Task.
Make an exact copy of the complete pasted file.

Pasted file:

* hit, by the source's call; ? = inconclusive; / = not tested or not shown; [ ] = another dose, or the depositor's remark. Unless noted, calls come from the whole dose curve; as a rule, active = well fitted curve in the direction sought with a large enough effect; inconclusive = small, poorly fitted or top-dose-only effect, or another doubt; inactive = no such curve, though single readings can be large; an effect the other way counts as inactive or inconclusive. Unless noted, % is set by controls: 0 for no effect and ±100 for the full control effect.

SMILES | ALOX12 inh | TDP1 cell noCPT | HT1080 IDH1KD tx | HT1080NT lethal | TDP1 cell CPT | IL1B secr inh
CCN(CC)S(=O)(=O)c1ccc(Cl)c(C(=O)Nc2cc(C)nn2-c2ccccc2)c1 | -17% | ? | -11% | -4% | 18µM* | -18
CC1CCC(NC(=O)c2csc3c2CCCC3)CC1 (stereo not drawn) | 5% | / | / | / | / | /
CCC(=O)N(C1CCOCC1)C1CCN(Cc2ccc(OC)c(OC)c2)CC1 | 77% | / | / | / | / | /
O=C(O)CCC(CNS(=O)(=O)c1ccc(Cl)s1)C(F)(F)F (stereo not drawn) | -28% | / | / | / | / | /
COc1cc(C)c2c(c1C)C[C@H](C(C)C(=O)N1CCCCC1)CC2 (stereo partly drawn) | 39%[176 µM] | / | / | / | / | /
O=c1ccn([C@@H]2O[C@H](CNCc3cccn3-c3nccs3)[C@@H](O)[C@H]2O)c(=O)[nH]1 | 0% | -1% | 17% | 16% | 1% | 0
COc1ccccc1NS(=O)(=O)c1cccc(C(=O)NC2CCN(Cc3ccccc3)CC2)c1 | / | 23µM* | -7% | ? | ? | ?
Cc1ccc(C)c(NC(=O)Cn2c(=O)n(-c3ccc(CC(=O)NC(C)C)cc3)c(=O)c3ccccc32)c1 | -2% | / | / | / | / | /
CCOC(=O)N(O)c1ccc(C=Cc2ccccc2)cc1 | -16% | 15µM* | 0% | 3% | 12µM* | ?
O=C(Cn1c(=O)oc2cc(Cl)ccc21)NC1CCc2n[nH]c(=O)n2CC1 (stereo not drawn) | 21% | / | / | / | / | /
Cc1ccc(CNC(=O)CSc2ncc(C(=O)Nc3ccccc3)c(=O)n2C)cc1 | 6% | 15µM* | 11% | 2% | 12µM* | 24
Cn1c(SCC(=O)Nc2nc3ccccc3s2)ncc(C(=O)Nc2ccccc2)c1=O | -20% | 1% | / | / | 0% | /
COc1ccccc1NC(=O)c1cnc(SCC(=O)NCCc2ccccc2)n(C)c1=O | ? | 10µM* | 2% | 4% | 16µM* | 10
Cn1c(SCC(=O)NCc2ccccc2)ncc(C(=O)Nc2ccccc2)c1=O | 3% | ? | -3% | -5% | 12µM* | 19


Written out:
* hit, by the source's call; ? = inconclusive; / = not tested or not shown; [ ] = another dose, or the depositor's remark. Unless noted, calls come from the whole dose curve; as a rule, active = well fitted curve in the direction sought with a large enough effect; inconclusive = small, poorly fitted or top-dose-only effect, or another doubt; inactive = no such curve, though single readings can be large; an effect the other way counts as inactive or inconclusive. Unless noted, % is set by controls: 0 for no effect and ±100 for the full control effect.

SMILES | ALOX12 inh | TDP1 cell noCPT | HT1080 IDH1KD tx | HT1080NT lethal | TDP1 cell CPT | IL1B secr inh
CCN(CC)S(=O)(=O)c1ccc(Cl)c(C(=O)Nc2cc(C)nn2-c2ccccc2)c1 | -17% | ? | -11% | -4% | 18µM* | -18
CC1CCC(NC(=O)c2csc3c2CCCC3)CC1 (stereo not drawn) | 5% | / | / | / | / | /
CCC(=O)N(C1CCOCC1)C1CCN(Cc2ccc(OC)c(OC)c2)CC1 | 77% | / | / | / | / | /
O=C(O)CCC(CNS(=O)(=O)c1ccc(Cl)s1)C(F)(F)F (stereo not drawn) | -28% | / | / | / | / | /
COc1cc(C)c2c(c1C)C[C@H](C(C)C(=O)N1CCCCC1)CC2 (stereo partly drawn) | 39%[176 µM] | / | / | / | / | /
O=c1ccn([C@@H]2O[C@H](CNCc3cccn3-c3nccs3)[C@@H](O)[C@H]2O)c(=O)[nH]1 | 0% | -1% | 17% | 16% | 1% | 0
COc1ccccc1NS(=O)(=O)c1cccc(C(=O)NC2CCN(Cc3ccccc3)CC2)c1 | / | 23µM* | -7% | ? | ? | ?
Cc1ccc(C)c(NC(=O)Cn2c(=O)n(-c3ccc(CC(=O)NC(C)C)cc3)c(=O)c3ccccc32)c1 | -2% | / | / | / | / | /
CCOC(=O)N(O)c1ccc(C=Cc2ccccc2)cc1 | -16% | 15µM* | 0% | 3% | 12µM* | ?
O=C(Cn1c(=O)oc2cc(Cl)ccc21)NC1CCc2n[nH]c(=O)n2CC1 (stereo not drawn) | 21% | / | / | / | / | /
Cc1ccc(CNC(=O)CSc2ncc(C(=O)Nc3ccccc3)c(=O)n2C)cc1 | 6% | 15µM* | 11% | 2% | 12µM* | 24
Cn1c(SCC(=O)Nc2nc3ccccc3s2)ncc(C(=O)Nc2ccccc2)c1=O | -20% | 1% | / | / | 0% | /
COc1ccccc1NC(=O)c1cnc(SCC(=O)NCCc2ccccc2)n(C)c1=O | ? | 10µM* | 2% | 4% | 16µM* | 10
Cn1c(SCC(=O)NCc2ccccc2)ncc(C(=O)Nc2ccccc2)c1=O | 3% | ? | -3% | -5% | 12µM* | 19